Thinking about culture at the ship level – introducing the Command Cultural Advisor

Lieutenant Commander David Dallin (left), Chief Petty Officer Carl Dixon (centre left), Lieutenant(N) Blythe McWilliam, the new Command Cultural Advisor, and Cdr Landon Creasy (right) at the Command Culture Advisor Townhall to brief new members of the ship’s company. Photo by S1 Lisa K. Wallace, Canadian Armed Forces Photo

Lieutenant Commander David Dallin (left), Chief Petty Officer Carl Dixon (centre left), Lieutenant(N) Blythe McWilliam, the new Command Cultural Advisor, and Cdr Landon Creasy (right) at the Command Culture Advisor Townhall to brief new members of the ship’s company. Photo by S1 Lisa K. Wallace, Canadian Armed Forces Photo

Capt Jeff Klassen
Public Affairs Officer
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Meet Lieutenant (Navy) Blythe McWilliam, the Royal Canadian Navy’s first, and currently only, Command Cultural Advisor. This is a new position created by HMCS Regina’s command team as a way of addressing cultural issues on ship.

An example of an issue occurred last year when the ship was alongside. Crew members were getting dropped off by people they knew, usually their partners, be it a spouse, girlfriend, boyfriend. Rules were written in a way that permitted partners to come on base for this purpose. This seemed to be working for most people, but problems surfaced when one crew member was held up by extra questioning at the front gate as their same-sex partner dropped them off.

Lt(N) McWilliam heard about this, brought to Commander Landon Creasy, Regina’s Commanding Officer, and conversations began with senior staff. Within 48-hours the Base Standing Orders had changed to accommodate a wider range of persons dropping off members.

“My job is to keep an ear out, and look for instances where members of the crew are being hindered at their job because of some cultural aspect,” said Lt(N) McWilliam. “I then advise the ship’s command team on the issue, and help them in making a decision.”

Cultural aspects include gender, sexuality, family background, religion, or anything related to the unique, personal aspects of a person.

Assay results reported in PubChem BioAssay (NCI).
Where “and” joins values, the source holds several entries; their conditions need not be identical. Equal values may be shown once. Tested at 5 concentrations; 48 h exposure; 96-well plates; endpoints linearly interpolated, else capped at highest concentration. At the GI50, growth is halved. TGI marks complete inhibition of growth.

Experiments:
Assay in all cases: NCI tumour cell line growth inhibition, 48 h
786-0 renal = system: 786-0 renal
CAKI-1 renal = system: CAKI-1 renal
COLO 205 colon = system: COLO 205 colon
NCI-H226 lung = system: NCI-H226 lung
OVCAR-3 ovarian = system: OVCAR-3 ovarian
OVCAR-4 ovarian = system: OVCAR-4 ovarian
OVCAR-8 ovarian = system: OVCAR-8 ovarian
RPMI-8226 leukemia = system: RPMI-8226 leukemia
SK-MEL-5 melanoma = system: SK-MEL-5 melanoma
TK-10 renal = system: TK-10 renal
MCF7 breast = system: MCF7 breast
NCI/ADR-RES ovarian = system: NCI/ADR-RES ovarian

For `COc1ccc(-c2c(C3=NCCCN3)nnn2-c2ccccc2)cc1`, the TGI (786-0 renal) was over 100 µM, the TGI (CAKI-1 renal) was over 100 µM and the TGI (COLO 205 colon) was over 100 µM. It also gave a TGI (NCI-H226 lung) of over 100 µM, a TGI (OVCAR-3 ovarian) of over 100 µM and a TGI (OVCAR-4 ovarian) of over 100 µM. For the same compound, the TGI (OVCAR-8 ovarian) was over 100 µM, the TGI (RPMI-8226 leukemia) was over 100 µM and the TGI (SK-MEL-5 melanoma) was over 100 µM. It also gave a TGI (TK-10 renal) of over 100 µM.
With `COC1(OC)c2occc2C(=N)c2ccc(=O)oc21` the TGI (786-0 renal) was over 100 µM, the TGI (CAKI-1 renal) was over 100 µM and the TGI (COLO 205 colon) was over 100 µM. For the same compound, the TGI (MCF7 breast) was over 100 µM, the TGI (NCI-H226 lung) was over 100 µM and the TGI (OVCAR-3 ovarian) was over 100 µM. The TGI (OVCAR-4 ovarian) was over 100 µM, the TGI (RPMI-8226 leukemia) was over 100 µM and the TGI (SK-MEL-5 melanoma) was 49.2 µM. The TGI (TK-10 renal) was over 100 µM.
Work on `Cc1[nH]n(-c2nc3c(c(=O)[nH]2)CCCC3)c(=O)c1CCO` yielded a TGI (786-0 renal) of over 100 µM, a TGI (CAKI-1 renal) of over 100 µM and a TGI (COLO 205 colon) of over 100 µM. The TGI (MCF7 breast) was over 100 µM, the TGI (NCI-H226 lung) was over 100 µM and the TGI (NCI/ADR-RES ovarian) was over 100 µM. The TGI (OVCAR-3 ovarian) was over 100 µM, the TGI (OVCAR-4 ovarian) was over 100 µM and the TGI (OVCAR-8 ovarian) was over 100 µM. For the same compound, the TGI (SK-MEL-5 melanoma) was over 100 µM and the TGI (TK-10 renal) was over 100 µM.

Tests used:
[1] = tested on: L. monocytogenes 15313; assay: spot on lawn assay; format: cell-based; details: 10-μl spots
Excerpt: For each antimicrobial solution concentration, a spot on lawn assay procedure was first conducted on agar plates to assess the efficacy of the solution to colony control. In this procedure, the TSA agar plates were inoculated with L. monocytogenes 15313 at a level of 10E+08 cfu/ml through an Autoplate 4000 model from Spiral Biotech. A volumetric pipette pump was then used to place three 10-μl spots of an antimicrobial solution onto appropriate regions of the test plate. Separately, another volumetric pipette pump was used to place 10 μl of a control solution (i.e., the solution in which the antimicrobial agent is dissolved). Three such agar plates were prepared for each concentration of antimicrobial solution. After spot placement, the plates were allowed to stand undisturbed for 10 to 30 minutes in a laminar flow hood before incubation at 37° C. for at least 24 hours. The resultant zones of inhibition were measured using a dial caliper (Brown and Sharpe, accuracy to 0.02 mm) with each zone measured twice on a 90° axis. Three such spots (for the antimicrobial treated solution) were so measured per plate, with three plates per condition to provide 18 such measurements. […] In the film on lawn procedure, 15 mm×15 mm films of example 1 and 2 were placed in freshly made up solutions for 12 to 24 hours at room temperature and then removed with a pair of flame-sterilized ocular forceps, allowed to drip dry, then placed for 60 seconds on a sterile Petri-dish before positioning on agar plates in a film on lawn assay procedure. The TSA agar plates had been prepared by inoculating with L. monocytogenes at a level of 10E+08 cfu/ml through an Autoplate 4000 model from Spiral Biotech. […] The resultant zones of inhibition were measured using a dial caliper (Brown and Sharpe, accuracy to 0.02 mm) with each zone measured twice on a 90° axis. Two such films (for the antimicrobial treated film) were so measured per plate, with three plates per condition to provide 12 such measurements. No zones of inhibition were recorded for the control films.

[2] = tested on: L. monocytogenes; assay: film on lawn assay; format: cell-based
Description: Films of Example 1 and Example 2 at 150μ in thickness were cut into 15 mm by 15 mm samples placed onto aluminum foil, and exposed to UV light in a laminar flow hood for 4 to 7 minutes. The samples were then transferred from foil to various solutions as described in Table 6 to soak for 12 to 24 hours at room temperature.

“I often deal with simple things, practical changes that ensure we are respecting the dignity of all persons. We want to make sure people are not disadvantaged because of who they are,” said Lt(N) McWilliam.

Another example involved Sea Training – a fleet-level group that analyzes how ship crews perform and then reports about ways they can improve.

While these reports are anonymized so as not to single out the failures of individuals, Lt(N) McWillliam noticed they used gender pronouns. Because there are fewer women in ships, this meant a person reading the report could identify who it was referring to when female pronouns were used. This was noticed and considered
unnecessary by Lt(N) McWilliam. As a result, higher level conversations ensued and Sea Training now uses gender neutral pronouns.

“We all tend to approach things from our own experience, so having someone who is enabled to come and tell you when something is not working right is extremely valuable to me,” said Cdr Creasy. “The ship’s command team is made up of three 39-plus aged white guys and we have to implement policies across a small city of around 250 diverse people. The Command Cultural Advisor position is to help us be better at that.”

It was modelled after the Gender Advisor role that has been implemented in many headquarters and operational planning groups. Cdr Creasy was supportive of the idea, so a similar position was created for the ship. He has also formalized the Command Cultural Advisor position in his standing orders.

“If there is one baseline across all the Canadian Armed Forces, it’s culture. Culture is the single most important line of defence. If we want to improve as a military, we have to be prepared to have difficult discussions in this area,” said Cdr Creasy. “It’s not about blame, it’s just about solving problems. If you see something going on here that makes you think that you wouldn’t want your loved ones coming to work here, then let us know so we can fix it.”

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Filed Under: Top Stories

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